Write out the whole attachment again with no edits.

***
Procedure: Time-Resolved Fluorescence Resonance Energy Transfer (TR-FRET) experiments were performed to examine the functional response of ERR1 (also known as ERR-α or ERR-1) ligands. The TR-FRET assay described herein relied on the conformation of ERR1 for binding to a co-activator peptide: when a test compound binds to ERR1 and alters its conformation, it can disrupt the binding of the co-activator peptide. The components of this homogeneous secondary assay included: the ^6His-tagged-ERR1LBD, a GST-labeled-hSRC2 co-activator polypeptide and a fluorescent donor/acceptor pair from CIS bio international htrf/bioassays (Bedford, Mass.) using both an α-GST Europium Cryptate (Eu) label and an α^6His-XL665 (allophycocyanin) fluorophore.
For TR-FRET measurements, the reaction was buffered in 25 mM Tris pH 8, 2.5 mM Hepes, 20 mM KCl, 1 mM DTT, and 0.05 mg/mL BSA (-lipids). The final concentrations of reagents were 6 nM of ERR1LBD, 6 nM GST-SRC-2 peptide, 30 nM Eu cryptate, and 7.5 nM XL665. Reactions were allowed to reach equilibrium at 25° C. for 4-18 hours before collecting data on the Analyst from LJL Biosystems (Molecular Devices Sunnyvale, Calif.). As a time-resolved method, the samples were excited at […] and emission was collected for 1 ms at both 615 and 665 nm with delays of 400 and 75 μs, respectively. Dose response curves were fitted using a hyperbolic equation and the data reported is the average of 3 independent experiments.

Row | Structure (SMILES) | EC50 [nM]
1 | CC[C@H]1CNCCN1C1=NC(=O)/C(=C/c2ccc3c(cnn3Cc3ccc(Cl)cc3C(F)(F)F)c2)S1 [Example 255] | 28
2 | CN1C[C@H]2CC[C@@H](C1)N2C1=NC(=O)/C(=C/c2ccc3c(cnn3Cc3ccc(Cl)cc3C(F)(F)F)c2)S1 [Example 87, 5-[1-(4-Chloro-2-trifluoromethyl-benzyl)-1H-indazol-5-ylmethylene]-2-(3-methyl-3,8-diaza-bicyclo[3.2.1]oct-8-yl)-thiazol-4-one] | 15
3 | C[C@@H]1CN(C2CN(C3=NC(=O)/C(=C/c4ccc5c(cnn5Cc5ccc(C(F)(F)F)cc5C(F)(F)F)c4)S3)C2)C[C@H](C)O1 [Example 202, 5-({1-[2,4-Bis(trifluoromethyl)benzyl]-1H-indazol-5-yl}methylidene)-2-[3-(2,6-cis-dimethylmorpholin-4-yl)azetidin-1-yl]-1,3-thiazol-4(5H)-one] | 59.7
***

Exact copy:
Procedure: Time-Resolved Fluorescence Resonance Energy Transfer (TR-FRET) experiments were performed to examine the functional response of ERR1 (also known as ERR-α or ERR-1) ligands. The TR-FRET assay described herein relied on the conformation of ERR1 for binding to a co-activator peptide: when a test compound binds to ERR1 and alters its conformation, it can disrupt the binding of the co-activator peptide. The components of this homogeneous secondary assay included: the ^6His-tagged-ERR1LBD, a GST-labeled-hSRC2 co-activator polypeptide and a fluorescent donor/acceptor pair from CIS bio international htrf/bioassays (Bedford, Mass.) using both an α-GST Europium Cryptate (Eu) label and an α^6His-XL665 (allophycocyanin) fluorophore.
For TR-FRET measurements, the reaction was buffered in 25 mM Tris pH 8, 2.5 mM Hepes, 20 mM KCl, 1 mM DTT, and 0.05 mg/mL BSA (-lipids). The final concentrations of reagents were 6 nM of ERR1LBD, 6 nM GST-SRC-2 peptide, 30 nM Eu cryptate, and 7.5 nM XL665. Reactions were allowed to reach equilibrium at 25° C. for 4-18 hours before collecting data on the Analyst from LJL Biosystems (Molecular Devices Sunnyvale, Calif.). As a time-resolved method, the samples were excited at […] and emission was collected for 1 ms at both 615 and 665 nm with delays of 400 and 75 μs, respectively. Dose response curves were fitted using a hyperbolic equation and the data reported is the average of 3 independent experiments.

Row | Structure (SMILES) | EC50 [nM]
1 | CC[C@H]1CNCCN1C1=NC(=O)/C(=C/c2ccc3c(cnn3Cc3ccc(Cl)cc3C(F)(F)F)c2)S1 [Example 255] | 28
2 | CN1C[C@H]2CC[C@@H](C1)N2C1=NC(=O)/C(=C/c2ccc3c(cnn3Cc3ccc(Cl)cc3C(F)(F)F)c2)S1 [Example 87, 5-[1-(4-Chloro-2-trifluoromethyl-benzyl)-1H-indazol-5-ylmethylene]-2-(3-methyl-3,8-diaza-bicyclo[3.2.1]oct-8-yl)-thiazol-4-one] | 15
3 | C[C@@H]1CN(C2CN(C3=NC(=O)/C(=C/c4ccc5c(cnn5Cc5ccc(C(F)(F)F)cc5C(F)(F)F)c4)S3)C2)C[C@H](C)O1 [Example 202, 5-({1-[2,4-Bis(trifluoromethyl)benzyl]-1H-indazol-5-yl}methylidene)-2-[3-(2,6-cis-dimethylmorpholin-4-yl)azetidin-1-yl]-1,3-thiazol-4(5H)-one] | 59.7